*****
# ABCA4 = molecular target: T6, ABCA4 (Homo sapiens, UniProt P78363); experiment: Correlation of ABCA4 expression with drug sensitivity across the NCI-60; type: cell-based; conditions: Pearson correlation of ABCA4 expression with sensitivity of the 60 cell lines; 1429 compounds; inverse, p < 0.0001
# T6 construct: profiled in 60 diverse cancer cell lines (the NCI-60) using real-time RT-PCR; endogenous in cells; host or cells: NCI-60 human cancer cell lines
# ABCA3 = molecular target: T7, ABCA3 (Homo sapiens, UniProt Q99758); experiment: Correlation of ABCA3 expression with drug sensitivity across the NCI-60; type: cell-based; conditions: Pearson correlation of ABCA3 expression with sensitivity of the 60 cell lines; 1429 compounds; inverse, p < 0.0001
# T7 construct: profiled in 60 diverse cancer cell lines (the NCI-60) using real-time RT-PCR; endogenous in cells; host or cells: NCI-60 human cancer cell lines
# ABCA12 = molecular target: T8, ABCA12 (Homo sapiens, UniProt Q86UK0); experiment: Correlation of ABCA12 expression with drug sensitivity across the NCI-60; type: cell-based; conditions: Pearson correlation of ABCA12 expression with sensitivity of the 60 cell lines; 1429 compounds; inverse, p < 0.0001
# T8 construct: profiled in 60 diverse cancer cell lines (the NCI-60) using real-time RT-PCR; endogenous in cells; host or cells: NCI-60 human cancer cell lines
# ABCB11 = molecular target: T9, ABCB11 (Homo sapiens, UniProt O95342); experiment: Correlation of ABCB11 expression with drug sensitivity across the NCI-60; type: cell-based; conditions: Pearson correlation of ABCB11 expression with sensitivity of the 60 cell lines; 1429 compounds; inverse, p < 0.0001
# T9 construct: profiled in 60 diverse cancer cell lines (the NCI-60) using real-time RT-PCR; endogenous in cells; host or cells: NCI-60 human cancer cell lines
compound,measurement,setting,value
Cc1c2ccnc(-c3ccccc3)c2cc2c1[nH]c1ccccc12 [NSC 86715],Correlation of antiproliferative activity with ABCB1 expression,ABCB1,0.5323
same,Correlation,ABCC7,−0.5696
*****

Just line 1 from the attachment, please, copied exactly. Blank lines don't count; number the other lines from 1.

# ABCA4 = molecular target: T6, ABCA4 (Homo sapiens, UniProt P78363); experiment: Correlation of ABCA4 expression with drug sensitivity across the NCI-60; type: cell-based; conditions: Pearson correlation of ABCA4 expression with sensitivity of the 60 cell lines; 1429 compounds; inverse, p < 0.0001